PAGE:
In the UN, Lipavský called for the creation of a tribunal to prosecute Russian aggression

Lipavský, in the beginning of his speech on the topic of “preservation of peace and security in Ukraine”, described Russian aggression in Ukraine as “colonial, unprovoked and illegal” and noted that the Czechia received the largest number of refugees from Ukraine per capita, more than 400,000.

“Russian aggression is probably the most dangerous threat to world peace in the last decade. Today it concerns Ukraine, tomorrow it may concern another country,” he said.

“In August 1968, it was Czechoslovakia that was invaded by troops led by Moscow. Suppression of the so-called Prague Spring, violent interference in the peaceful life of another country, turned my country into an occupied colony,” added Lipavský, whose speech was the first appearance by the representative of the Czech Republic at the UN Security Council in almost thirty years.

The Czech head of diplomacy also emphasized that Ukraine has rejected enslavement and is bravely fighting for a multilateral world where rules protect peace.

“We are horrified by the atrocities committed by Russian troops in Mariupol, Bucha, Irpini, Izjum and other places. We are also extremely concerned about the reports about the so-called filter camps that Russia operates in Ukraine,” he said.

“Hundreds of thousands of Ukrainian civilians were taken to Russia, including children. There are testimonies of sexual abuse and gender-based abuse being used as tools of war,” he stated.

The minister noted that these crimes need to be investigated and punished. “More than 40 states, including the Czech Republic, reported the situation in Ukraine to the International Criminal Court (ICC), which began investigating the events in Ukraine in March,” he said.

The head of Czech diplomacy also called for the establishment of a special international tribunal to investigate the crime of aggression committed by Russia in Ukraine.

On Wednesday, Lipavský already spoke at a meeting of the UN General Assembly, where he said that Russia is trying to “dismantle the security architecture of the European continent.” He called the Russian invasion “unwarranted, unprovoked and illegal.” He reminded that the Czechia supports the sovereignty, unity and independence of Ukraine within its internationally recognized borders.

Lavrov complained about arms deliveries

The head of American diplomacy, Antony Blinken, emphasized at the UN Security Council meeting that Russian President Vladimir Putin cannot get away with breaking the international order. He also said that while an end to the fighting on the Russian side would mean the end of the war, an end to the fighting on the Ukrainian side would lead to the end of Ukraine.

The head of Ukrainian diplomacy, Dmytro Kuleba, called Russian aggression in Ukraine the biggest threat to world peace in the 21st century. He noted that he was speaking as the bodies of 445 people, in some cases only their parts, were being exhumed from a burial ground in Izjum. “Russia will never succeed in killing us all,” he said.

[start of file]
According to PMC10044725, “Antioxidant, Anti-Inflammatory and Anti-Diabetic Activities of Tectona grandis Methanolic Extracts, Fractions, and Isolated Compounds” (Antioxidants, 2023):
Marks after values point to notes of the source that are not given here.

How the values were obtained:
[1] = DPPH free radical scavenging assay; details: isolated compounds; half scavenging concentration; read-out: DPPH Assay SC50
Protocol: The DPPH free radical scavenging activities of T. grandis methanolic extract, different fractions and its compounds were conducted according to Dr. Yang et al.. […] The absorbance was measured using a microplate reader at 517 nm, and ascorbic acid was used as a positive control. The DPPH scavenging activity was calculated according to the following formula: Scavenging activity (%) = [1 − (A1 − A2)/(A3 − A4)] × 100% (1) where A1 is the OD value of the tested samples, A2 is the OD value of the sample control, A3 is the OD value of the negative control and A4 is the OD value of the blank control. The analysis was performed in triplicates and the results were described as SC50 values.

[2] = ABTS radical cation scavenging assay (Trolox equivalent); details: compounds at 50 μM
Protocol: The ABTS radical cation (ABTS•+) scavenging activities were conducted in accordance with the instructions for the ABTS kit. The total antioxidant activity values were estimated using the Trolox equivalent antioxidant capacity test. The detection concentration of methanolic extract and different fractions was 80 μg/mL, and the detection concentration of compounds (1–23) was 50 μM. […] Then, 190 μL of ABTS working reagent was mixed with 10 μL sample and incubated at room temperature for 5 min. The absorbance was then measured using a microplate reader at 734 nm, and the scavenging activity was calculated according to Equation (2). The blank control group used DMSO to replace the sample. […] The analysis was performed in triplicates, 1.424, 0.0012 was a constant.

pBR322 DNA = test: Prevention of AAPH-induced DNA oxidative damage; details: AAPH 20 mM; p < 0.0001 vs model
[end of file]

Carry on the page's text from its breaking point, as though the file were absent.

Russian Foreign Minister Sergei Lavrov arrived at the meeting about ninety minutes late. In a speech, after which he left the hall again, he repeated the Kremlin’s claims about neo-Nazis and Russophobes in Ukraine.

Among other things, he claimed that books are being burned in this country as in Nazi Germany, or that Ukraine is cracking down on “dissidents”, while talking about blocking the broadcasts of Russian television stations.

According to Lavrov, the West is pumping weapons into Ukraine in an attempt to prolong the fighting and weaken Russia. In this context, the minister spoke of the “military machinery of the collective West” and complained that Ukrainian President Volodymyr Zelenskyi is a cynic when he praises these modern weapons.

Among others, UN Secretary-General António Guterres and ICC Chief Prosecutor Karim Khan spoke at the RB meeting. Guterres described nuclear threats as unacceptable and criticized independence referendums announced in the Russian-controlled eastern parts of Ukraine, while Khan recalled the Nuremberg trials of Nazi criminals and the non-statutory nature of war crimes.

Today, war crimes are prosecuted by the ICC

Individuals are currently prosecuted for crimes against humanity, genocide and war crimes by the International Criminal Court (ICC), which is based in The Hague, Netherlands.

Now it has the support of 123 countries, Russia, as well as, for example, the USA, but does not recognize its jurisdiction. Even Ukraine has not yet acceded to the ICC, but filed two complaints in 2013 and 2014, de facto acceding to its jurisdiction.

Motions to initiate a trial may be made by the state concerned, the prosecutor of the tribunal, or the UN Security Council.

In the past decades, war crimes were also dealt with by specially established tribunals. The International Criminal Tribunal for the former Yugoslavia, which operated from 1993 to 2017, is particularly well-known. The International Criminal Tribunal for Rwanda was also established in 1994.

The most famous tribunals that prosecuted war crimes were the Nuremberg trials with Nazi criminals or a similar trial with representatives of the military and political life in Japan.

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